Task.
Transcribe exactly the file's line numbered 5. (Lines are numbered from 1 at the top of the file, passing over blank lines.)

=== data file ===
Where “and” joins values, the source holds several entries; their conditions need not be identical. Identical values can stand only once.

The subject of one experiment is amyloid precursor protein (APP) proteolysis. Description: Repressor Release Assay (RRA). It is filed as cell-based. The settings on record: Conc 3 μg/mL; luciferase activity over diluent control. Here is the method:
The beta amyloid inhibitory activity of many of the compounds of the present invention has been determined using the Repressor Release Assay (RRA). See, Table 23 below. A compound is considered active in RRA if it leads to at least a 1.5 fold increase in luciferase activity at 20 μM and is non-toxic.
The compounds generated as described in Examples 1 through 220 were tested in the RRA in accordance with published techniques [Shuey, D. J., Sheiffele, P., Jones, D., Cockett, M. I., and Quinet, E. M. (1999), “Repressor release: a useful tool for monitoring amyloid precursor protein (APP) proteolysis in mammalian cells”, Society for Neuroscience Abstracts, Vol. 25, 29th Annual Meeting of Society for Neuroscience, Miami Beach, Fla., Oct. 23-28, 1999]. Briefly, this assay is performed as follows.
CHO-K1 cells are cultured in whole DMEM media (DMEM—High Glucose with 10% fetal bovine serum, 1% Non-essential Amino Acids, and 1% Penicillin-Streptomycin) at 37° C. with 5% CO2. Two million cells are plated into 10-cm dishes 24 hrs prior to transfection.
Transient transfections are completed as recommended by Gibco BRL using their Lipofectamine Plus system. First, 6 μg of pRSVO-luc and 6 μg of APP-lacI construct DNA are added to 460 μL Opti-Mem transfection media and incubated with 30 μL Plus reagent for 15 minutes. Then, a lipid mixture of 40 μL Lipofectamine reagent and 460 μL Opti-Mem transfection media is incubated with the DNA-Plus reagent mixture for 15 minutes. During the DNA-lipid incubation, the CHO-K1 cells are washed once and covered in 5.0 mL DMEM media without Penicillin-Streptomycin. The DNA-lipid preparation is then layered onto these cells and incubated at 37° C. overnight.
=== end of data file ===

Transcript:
CHO-K1 cells are cultured in whole DMEM media (DMEM—High Glucose with 10% fetal bovine serum, 1% Non-essential Amino Acids, and 1% Penicillin-Streptomycin) at 37° C. with 5% CO2. Two million cells are plated into 10-cm dishes 24 hrs prior to transfection.